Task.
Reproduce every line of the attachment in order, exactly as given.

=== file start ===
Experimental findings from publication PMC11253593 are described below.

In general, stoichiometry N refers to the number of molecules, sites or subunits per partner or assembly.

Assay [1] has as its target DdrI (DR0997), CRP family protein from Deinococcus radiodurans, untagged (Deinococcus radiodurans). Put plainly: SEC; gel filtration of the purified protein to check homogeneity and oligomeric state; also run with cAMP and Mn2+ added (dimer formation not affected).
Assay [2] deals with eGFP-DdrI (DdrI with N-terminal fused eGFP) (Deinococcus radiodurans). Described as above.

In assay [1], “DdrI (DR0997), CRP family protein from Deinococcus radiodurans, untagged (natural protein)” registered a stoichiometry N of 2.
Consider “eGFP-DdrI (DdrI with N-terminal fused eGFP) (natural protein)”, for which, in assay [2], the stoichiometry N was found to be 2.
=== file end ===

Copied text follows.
Experimental findings from publication PMC11253593 are described below.

In general, stoichiometry N refers to the number of molecules, sites or subunits per partner or assembly.

Assay [1] has as its target DdrI (DR0997), CRP family protein from Deinococcus radiodurans, untagged (Deinococcus radiodurans). Put plainly: SEC; gel filtration of the purified protein to check homogeneity and oligomeric state; also run with cAMP and Mn2+ added (dimer formation not affected).
Assay [2] deals with eGFP-DdrI (DdrI with N-terminal fused eGFP) (Deinococcus radiodurans). Described as above.

In assay [1], “DdrI (DR0997), CRP family protein from Deinococcus radiodurans, untagged (natural protein)” registered a stoichiometry N of 2.
Consider “eGFP-DdrI (DdrI with N-terminal fused eGFP) (natural protein)”, for which, in assay [2], the stoichiometry N was found to be 2.